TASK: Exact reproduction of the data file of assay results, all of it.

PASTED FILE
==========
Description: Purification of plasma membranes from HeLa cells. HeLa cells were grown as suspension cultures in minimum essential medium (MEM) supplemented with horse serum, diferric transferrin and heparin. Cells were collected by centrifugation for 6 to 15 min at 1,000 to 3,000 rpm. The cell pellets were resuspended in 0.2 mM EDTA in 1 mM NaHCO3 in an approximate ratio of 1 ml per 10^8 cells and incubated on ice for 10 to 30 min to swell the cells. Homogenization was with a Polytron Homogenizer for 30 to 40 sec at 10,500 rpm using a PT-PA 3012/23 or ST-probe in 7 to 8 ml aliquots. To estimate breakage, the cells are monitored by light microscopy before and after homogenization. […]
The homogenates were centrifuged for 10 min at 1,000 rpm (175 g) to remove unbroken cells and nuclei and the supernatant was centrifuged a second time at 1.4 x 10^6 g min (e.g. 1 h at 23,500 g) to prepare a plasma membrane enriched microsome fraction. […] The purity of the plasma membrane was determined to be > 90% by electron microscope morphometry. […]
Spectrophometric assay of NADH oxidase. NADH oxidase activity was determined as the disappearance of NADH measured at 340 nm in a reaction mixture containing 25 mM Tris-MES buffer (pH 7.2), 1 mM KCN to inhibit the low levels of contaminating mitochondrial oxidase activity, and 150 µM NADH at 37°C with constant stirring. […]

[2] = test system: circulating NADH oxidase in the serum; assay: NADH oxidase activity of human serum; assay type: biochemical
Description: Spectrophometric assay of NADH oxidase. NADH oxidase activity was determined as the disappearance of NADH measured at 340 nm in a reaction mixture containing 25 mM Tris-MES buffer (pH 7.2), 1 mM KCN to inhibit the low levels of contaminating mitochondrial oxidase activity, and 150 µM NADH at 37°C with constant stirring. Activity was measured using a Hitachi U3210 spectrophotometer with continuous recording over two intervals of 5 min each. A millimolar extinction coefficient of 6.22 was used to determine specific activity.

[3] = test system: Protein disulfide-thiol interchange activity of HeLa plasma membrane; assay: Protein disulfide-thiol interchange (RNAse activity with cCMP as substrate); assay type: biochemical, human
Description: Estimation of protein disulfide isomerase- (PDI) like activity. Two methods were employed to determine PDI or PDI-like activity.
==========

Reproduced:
Description: Purification of plasma membranes from HeLa cells. HeLa cells were grown as suspension cultures in minimum essential medium (MEM) supplemented with horse serum, diferric transferrin and heparin. Cells were collected by centrifugation for 6 to 15 min at 1,000 to 3,000 rpm. The cell pellets were resuspended in 0.2 mM EDTA in 1 mM NaHCO3 in an approximate ratio of 1 ml per 10^8 cells and incubated on ice for 10 to 30 min to swell the cells. Homogenization was with a Polytron Homogenizer for 30 to 40 sec at 10,500 rpm using a PT-PA 3012/23 or ST-probe in 7 to 8 ml aliquots. To estimate breakage, the cells are monitored by light microscopy before and after homogenization. […]
The homogenates were centrifuged for 10 min at 1,000 rpm (175 g) to remove unbroken cells and nuclei and the supernatant was centrifuged a second time at 1.4 x 10^6 g min (e.g. 1 h at 23,500 g) to prepare a plasma membrane enriched microsome fraction. […] The purity of the plasma membrane was determined to be > 90% by electron microscope morphometry. […]
Spectrophometric assay of NADH oxidase. NADH oxidase activity was determined as the disappearance of NADH measured at 340 nm in a reaction mixture containing 25 mM Tris-MES buffer (pH 7.2), 1 mM KCN to inhibit the low levels of contaminating mitochondrial oxidase activity, and 150 µM NADH at 37°C with constant stirring. […]

[2] = test system: circulating NADH oxidase in the serum; assay: NADH oxidase activity of human serum; assay type: biochemical
Description: Spectrophometric assay of NADH oxidase. NADH oxidase activity was determined as the disappearance of NADH measured at 340 nm in a reaction mixture containing 25 mM Tris-MES buffer (pH 7.2), 1 mM KCN to inhibit the low levels of contaminating mitochondrial oxidase activity, and 150 µM NADH at 37°C with constant stirring. Activity was measured using a Hitachi U3210 spectrophotometer with continuous recording over two intervals of 5 min each. A millimolar extinction coefficient of 6.22 was used to determine specific activity.

[3] = test system: Protein disulfide-thiol interchange activity of HeLa plasma membrane; assay: Protein disulfide-thiol interchange (RNAse activity with cCMP as substrate); assay type: biochemical, human
Description: Estimation of protein disulfide isomerase- (PDI) like activity. Two methods were employed to determine PDI or PDI-like activity.